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58. An Aspirant should Know the Fundamental Principles:

In the seventh chapter of the Gita the fundamental principles underlying the various entities like Brahma, Adhyatma, Karma, Adhibuta, Adhidaiva and Adhiyajna have been mentioned. Sri Krishna describes these entities in the eighth chapter of the Gita. The God who is infinite, immutable and immortal is Parabrahma. He is 'Adhiyajna.' In the form of Adhiyajna He is inside every body controlling and motivating all its activities. Parabrahma and Adhiyajna are one and the same. Sri Vishnu in the macrocosmic form is called Parabrahma and the same Vishnu who is in a microcosmic form in all bodies is called 'Adhiyajna.' The individual soul is called Adhyatma. It is different from both the Supreme Lord and inert matter. This distinction should be understood by every aspirant. 'Karma' is not merely the petty activities we are engaged in; the stupendous activities of God in the whole cosmos, the soul of which is the Supreme Himself, are Karma and the knowledge of such a hand of God inside each and every activity in the creation gives us bliss and peace of mind. The good deeds done by noble souls in a spirit of Yajna for the orderly development of the society can also be called Karma. The body, the senses, the five elements, and all other gross matter which are required by individuals for the spiritual upliftment of their souls is called Adhibuta. There are a host of gods under the Supreme Lord, who are conducting the day-to-day affairs of the universe and the foremost among them is Chaturmukha Brahma and He is known as 'Adhidaiva'. By knowing all these things and their functions an aspirant can work for his spiritual emancipation.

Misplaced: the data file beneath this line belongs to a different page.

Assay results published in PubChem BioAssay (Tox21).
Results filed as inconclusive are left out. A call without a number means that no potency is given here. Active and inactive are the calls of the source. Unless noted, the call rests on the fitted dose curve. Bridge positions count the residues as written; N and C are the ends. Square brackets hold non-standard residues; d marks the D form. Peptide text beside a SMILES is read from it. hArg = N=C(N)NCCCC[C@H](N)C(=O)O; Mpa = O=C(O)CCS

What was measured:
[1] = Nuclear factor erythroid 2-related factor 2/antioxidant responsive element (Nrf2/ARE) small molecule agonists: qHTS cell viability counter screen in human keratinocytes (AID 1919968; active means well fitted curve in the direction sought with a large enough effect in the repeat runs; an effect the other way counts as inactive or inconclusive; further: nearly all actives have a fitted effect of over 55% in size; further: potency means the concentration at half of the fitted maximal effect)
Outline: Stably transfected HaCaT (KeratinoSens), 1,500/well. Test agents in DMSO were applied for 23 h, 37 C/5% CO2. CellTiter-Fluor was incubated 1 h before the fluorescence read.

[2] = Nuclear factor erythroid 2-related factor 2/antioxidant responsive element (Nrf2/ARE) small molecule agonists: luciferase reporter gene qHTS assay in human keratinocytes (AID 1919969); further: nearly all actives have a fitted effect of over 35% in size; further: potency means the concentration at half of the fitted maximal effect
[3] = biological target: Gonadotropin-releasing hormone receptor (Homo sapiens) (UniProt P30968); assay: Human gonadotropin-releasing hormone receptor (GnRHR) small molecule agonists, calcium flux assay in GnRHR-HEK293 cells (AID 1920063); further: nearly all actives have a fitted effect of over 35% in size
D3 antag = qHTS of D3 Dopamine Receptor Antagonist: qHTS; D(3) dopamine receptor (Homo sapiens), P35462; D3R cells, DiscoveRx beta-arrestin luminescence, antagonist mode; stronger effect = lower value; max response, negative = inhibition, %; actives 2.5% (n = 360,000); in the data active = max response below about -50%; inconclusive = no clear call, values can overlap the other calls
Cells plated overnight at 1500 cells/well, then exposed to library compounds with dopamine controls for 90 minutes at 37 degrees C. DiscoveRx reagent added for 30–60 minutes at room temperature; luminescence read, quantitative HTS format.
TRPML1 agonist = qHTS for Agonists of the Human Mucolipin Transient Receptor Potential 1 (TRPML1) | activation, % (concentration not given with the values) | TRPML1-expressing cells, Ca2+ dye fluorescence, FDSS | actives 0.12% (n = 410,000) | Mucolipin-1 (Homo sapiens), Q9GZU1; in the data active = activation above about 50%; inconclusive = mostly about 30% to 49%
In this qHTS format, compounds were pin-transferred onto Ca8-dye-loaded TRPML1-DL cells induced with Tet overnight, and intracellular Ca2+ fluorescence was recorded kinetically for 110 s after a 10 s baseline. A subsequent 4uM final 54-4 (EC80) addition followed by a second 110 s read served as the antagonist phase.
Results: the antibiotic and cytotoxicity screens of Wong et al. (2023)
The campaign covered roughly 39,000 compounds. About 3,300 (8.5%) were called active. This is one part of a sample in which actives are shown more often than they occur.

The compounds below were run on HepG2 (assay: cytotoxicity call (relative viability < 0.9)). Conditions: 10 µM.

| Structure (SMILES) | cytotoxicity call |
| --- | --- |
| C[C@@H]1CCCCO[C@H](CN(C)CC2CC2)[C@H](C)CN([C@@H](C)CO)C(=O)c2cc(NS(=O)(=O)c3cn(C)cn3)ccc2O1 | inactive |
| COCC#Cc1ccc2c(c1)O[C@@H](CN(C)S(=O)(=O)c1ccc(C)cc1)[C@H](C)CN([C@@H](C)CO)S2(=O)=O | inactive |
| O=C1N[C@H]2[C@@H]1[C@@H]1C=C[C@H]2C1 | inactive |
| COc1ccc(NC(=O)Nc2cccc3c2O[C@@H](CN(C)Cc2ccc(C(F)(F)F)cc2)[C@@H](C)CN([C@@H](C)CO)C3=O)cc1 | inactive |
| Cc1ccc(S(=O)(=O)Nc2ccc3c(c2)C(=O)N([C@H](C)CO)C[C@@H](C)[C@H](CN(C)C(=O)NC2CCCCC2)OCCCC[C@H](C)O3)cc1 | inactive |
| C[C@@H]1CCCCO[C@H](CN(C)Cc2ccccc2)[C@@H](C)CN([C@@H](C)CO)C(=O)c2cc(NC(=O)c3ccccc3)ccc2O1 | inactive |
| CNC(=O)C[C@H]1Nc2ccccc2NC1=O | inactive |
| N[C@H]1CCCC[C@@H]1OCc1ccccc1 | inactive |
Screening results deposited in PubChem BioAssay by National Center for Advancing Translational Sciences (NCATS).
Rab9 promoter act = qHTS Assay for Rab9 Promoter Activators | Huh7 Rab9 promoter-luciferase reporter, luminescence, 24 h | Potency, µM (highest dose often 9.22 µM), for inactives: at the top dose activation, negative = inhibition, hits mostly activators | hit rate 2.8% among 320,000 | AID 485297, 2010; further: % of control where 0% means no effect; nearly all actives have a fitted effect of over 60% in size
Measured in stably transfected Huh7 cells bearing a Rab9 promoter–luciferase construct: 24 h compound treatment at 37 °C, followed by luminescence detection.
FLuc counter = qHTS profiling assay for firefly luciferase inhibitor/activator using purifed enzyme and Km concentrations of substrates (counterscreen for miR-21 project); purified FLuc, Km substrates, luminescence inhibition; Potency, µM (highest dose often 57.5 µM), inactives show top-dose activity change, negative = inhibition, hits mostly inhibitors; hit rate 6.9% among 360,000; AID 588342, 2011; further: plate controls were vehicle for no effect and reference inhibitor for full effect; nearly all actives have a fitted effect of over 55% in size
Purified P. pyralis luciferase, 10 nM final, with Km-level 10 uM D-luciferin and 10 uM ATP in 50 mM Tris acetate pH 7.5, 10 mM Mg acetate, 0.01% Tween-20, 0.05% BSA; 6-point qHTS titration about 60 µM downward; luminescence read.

People are rather reluctant to undertake spiritual exercises. They say piety and spiritual exercise are meant for the old and retired people, and young men in the prime of youth and in the midst of enjoyment should not be bothered about these things.

But it is not right to put off the practice of such spiritual exercise to an indefinite date in the future. We shall be doing a great disservice to ourselves if, when we are hale and healthy and full of vitality, we do not utilise it to uplift our soul but dissipate that energy in fleeting pleasures. It is ridiculous on our part to allow the torrents of water during the monsoon of our youth to go waste and undertake to cultivate the soul in the dry summer of old age.
kaEmar Aacret! àa}ae xmaRn! -agvtainh,
kaum˜ra ˜caret pr˜jño dharm˜n bh˜gavat˜niha -- Bhagavata
(The godly way of life should be pursued in (from) boyhood by those who know.)

Hence Prahlada gives a clarion call to all youth to come forward and practise piety. I have seen parents discouraging children doing their daily worship of God and periodic fasting on Ekadashi days and saying that they are too young for it. We should not nip in the bud the surging spiritual enthusiasm in the minds of the youth. On the other hand, it is our duty as elders to encourage such propensities in the young so that they may take firm root in their minds when they grow old.
g&hIt #vkeze;um&Tyuna xmRmacret!,
g®hŸta ivakeþeÿum®tyun˜ dharmam˜caret
(We should practise religion (expeditiously) as though we have been seized by the forelocks by Death.)